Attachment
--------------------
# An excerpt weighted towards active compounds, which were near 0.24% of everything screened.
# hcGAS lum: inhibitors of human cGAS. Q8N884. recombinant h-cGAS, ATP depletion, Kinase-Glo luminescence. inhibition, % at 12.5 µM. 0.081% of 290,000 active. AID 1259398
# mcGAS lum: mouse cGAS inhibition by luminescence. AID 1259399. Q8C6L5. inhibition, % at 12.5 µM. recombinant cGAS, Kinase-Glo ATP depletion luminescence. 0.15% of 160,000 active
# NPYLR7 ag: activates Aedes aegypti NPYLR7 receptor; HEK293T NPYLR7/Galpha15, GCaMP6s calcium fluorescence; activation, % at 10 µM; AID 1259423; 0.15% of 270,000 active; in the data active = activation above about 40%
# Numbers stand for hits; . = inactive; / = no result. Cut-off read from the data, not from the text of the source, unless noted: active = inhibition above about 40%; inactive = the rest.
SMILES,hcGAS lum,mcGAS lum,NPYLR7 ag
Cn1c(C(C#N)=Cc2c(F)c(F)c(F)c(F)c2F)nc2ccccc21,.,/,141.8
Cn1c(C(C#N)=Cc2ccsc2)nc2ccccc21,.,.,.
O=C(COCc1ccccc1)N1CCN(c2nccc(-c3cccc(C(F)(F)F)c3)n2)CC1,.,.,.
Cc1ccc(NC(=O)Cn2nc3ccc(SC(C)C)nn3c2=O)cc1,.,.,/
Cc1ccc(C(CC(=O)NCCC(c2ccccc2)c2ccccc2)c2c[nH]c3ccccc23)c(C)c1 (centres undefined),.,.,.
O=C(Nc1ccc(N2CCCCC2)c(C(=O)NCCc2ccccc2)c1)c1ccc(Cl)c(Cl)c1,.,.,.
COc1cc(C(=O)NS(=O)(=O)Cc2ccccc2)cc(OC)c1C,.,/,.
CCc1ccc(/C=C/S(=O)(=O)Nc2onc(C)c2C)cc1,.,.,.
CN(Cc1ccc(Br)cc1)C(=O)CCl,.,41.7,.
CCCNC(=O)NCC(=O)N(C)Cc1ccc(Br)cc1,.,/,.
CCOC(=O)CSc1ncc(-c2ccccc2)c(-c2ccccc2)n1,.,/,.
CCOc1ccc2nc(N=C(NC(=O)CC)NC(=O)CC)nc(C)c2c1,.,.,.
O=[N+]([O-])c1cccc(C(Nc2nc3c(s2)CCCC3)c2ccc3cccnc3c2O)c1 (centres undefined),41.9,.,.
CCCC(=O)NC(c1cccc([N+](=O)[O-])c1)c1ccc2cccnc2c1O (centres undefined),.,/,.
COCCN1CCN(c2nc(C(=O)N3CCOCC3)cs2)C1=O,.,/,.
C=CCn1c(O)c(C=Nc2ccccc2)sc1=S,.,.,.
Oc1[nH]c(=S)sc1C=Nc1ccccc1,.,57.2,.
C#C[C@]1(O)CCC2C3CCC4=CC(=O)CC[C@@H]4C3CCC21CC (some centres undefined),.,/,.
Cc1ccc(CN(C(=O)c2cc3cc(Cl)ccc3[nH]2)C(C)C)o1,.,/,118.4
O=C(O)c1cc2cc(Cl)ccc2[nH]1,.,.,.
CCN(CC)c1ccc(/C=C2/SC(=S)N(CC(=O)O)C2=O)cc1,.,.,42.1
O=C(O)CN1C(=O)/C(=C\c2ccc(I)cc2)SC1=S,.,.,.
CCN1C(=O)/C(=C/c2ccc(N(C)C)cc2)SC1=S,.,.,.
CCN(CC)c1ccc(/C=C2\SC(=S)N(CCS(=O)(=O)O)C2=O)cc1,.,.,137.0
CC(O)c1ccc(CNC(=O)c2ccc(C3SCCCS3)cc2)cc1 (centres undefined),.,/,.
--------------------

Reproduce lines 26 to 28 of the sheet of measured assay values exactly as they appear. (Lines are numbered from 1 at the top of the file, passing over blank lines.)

O=C(O)c1cc2cc(Cl)ccc2[nH]1,.,.,.
CCN(CC)c1ccc(/C=C2/SC(=S)N(CC(=O)O)C2=O)cc1,.,.,42.1
O=C(O)CN1C(=O)/C(=C\c2ccc(I)cc2)SC1=S,.,.,.